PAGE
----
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The Nucleus: Squeeze it, Burst it, to Mediate Immune Responses

Hawa Racine Thiam
National Heart, Lung, and Blood Institute, National Institutes of Health | Postdoctoral Research Fellow
Seminar date:
Monday, February 22, 2021 - 12:00 to 13:00

The nucleus is extensively studied for its role in gene expression. However, growing evidences indicate that the biophysical properties of this organelle participate in cellular functions such as cell migration and pathogen killing; two processes critical for immune response. In this talk, I will describe our discovery of how immune cells undergoing confined migration squeeze their nuclei through narrow pores by forming a dense perinuclear actin network. I will also describe how we uncovered the temporally conserved sequence of cellular events allowing neutrophils to burst their nuclei and release their DNA to the extracellular environment to kill pathogens during NETosis. My work, by revealing the cellular events driving NETosis, opens new and exiting avenues for understanding the cellular biophysics of this intriguing immune response.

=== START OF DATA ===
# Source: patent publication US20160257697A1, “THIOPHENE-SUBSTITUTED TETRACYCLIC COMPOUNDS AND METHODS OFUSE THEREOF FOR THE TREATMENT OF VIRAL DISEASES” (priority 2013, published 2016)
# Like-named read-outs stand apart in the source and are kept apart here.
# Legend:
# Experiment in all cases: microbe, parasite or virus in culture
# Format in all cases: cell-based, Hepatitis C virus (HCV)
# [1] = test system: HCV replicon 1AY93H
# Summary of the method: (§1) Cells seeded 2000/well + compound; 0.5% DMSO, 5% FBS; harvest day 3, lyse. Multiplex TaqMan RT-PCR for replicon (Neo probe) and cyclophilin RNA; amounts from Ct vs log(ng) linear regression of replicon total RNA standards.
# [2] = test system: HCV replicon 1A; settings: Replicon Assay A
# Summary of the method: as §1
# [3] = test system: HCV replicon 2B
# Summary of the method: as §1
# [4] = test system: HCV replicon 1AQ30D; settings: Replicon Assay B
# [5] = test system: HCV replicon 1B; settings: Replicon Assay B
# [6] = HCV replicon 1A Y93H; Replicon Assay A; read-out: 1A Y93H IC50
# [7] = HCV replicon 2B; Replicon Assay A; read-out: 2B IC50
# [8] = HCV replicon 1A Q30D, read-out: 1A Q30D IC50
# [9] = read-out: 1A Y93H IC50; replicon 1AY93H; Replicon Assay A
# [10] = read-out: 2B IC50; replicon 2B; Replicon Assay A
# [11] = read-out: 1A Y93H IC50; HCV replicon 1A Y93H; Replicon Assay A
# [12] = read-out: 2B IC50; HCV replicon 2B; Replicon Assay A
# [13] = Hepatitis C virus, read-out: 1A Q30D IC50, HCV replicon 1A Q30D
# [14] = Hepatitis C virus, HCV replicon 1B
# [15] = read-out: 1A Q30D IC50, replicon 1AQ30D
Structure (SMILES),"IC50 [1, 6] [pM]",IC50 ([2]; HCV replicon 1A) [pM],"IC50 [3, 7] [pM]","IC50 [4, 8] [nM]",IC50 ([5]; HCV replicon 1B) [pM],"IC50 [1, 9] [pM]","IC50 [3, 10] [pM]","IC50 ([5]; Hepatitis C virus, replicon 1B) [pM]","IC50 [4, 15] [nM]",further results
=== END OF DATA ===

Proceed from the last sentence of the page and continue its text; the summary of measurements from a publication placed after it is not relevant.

Fields of interest: